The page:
For more than 50 years, a small, family-owned drive-in in Larose has been serving up delicious food and memories of older, more relaxed times to the people of south Lafourche Parish — now three generations running.
D&D Drive In will turn 55 this year with its first days dating back to the business’s beginning in the summer of 1964.
The local eatery is owned by husband and wife David and Darlene Ledet. Together, they work with daughter Erin Ledet and her husband Adam Doucet — the next in line to run the business — a three-generation company lineage.
The family said a combination of good food, hard work and that unique, down-home, old-school feel are what’s allowed the drive-in to succeed and withstand the test of time in the ever-changing world of restaurants.
D&D has a lot of call-in and pick-up business, though there is a dining room available at the restaurant. The menu offers a full allotment of typical drive-in cuisine — all made to with fresh ingredients and fair pricing. A favorite for many locals is also D&D’s full menu of delicious desserts — ice cream cones, shakes, malts and other treats that have been appeasing the taste buds of locals for more than a half-century.
“I think we’re unique to this location,” David Ledet said. “We’ve had people stop by just to take pictures of the restaurant.”
“I love when people from the older generations bring their grandchildren or great-grandchildren in just to talk about old times,” Adam Doucet said. “They always mention how many hot dogs you could buy with a dollar and how they’d walk over from their houses to buy an ice cream cone. Kids don’t do that anymore and I think that’s why we like to maintain our drive-in style so that the memories last.”
D&D has had a few name changes and expansions along the way.
The business started as R&R Drive in 1964 — the product of Roland and Ruth Ledet.
It later became H&R Drive-In when Roland went into business with his brother-in-law, Harry Hebert.
Roland’s two sons, David and Darrel Ledet then owned the restaurant, dubbing it Double D Drive-In.
Now, David and Darlene Ledet operate the restaurant while grooming Erin and Adam for the future. They also adopted the current name — D&D Drive-In.
Since the time of opening, D&D has expanded its building, though operating out of the same central location at 12410 La. Highway 1 in Larose at the southern foot of the Larose Intracoastal Bridge. The early days didn’t feature the dining room, operating just out of a small kitchen.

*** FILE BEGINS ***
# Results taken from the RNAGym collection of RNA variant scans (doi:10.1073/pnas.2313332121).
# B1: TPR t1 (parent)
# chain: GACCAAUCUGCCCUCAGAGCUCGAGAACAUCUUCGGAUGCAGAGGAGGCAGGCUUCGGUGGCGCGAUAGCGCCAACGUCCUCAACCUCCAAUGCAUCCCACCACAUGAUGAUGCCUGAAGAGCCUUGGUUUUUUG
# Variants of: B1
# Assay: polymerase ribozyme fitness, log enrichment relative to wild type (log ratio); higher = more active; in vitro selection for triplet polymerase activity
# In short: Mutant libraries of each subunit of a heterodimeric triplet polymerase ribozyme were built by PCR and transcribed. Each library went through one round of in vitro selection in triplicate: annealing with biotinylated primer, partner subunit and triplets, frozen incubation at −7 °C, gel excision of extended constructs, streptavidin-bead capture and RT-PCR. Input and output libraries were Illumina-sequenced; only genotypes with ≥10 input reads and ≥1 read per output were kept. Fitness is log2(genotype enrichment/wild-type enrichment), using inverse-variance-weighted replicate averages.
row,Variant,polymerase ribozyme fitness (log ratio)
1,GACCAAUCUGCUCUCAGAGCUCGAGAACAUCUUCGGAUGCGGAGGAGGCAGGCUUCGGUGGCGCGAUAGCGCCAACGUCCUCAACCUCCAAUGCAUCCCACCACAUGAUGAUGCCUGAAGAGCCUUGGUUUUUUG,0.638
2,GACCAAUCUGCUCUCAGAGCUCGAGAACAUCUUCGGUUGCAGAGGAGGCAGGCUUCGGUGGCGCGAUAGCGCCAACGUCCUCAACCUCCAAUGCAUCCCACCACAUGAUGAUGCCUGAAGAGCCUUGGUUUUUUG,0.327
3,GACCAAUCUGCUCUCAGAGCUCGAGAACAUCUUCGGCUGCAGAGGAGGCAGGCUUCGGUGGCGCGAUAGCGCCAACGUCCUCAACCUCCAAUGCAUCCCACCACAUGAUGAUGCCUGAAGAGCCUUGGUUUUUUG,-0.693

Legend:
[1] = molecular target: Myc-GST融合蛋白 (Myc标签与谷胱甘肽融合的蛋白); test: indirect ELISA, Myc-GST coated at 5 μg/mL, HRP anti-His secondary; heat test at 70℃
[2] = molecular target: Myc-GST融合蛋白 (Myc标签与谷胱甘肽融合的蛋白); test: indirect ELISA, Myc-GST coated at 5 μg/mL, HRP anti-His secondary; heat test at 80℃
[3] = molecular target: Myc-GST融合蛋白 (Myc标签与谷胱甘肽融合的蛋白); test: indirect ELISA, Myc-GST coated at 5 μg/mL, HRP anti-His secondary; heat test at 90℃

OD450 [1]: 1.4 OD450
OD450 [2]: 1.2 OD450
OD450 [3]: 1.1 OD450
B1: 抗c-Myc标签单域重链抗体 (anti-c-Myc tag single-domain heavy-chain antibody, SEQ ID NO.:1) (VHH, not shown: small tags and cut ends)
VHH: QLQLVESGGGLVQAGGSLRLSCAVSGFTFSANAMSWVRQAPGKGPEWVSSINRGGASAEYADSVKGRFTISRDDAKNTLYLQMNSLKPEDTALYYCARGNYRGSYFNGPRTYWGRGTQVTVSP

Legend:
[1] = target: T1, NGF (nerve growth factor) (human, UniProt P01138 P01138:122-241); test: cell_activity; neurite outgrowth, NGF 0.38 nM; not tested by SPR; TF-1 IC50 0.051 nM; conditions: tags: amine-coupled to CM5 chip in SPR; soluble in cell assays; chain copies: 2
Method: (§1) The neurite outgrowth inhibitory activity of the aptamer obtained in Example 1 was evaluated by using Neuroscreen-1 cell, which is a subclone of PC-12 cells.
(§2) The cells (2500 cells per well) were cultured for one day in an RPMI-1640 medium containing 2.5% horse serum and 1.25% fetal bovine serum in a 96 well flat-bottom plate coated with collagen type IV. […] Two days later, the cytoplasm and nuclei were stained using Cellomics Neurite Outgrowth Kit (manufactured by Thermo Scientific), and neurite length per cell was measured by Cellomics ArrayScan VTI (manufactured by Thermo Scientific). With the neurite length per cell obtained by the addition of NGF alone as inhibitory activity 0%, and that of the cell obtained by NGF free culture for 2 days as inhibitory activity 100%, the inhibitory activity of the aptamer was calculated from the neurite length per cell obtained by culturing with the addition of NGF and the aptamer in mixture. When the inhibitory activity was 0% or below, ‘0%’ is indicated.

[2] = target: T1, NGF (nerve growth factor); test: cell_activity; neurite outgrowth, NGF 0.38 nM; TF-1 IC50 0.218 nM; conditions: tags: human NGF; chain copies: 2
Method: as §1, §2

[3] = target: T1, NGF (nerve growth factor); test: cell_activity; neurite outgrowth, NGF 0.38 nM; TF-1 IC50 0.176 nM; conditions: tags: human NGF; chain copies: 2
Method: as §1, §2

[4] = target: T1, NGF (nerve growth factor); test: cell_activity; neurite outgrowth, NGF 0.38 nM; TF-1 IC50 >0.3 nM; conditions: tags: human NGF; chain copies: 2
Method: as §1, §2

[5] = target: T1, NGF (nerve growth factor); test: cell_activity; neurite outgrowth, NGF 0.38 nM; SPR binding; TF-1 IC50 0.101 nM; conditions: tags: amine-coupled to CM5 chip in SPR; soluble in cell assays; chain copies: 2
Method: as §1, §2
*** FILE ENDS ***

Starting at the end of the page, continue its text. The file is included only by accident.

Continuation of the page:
But while things may have changed around ownership of the restaurant over time, the principles of D&D have never changed over time.
Adam said D&D makes its own hamburgers — never using frozen or artificial patties. The chili served is from the same recipe from the restaurant’s beginning — the same recipe that’s fed grandparents, their children and now their grandchildren over the years.
“It’s a place full of memories,” he said.
David said running the business has become a way of life for he and his family, adding that they take great pride in providing the community with the food they’ve come to enjoy over the years.
“Something that I think sets us apart from other places is that the owners are in the business every day,” David said. “We know the restaurant can’t run itself. A lot of people who aren’t familiar with restaurant management think the day begins when the open sign turns on and it ends when the sign goes off. But for us, it’s our life — every day. And it’s been my whole life.”
But for as laid back and old-fashioned as D&D may be, they are also aware that it’s now 2019 and the world is changing fast. And they’re here to adapt and evolve with the times.
The restaurant has become highly active on social media with more than 2,000 followers on Facebook and also a presence on Instagram, as well.
Erin Ledet said they use social media to engage with customers and seek their input on what items are a winner, what can be changed and how to be better overall as a restaurant — now and into the future.
“Everyone’s on Facebook — young and old — and with us being active on social media platforms, it allows us to reach our audience in a different way,” she said. “We’re now able to monitor things like what people want to see on the menu, what changes we should make and ways to improve overall in the future. We’re now able to form relationships with our customers — even when they’re not at the window.”
That combination of merging the business’ family-like principles with also the new way of interacting with the public in a modern world are why D&D believes that even after all these years, they’re able to stay around and give the public what they want from a family restaurant.
“2019 makes 55 years we’re in business and we’re excited for that and for the future of D&D Drive-In,” Darlene Ledet said. “I’m excited to see where Erin and Adam take it in the future.” •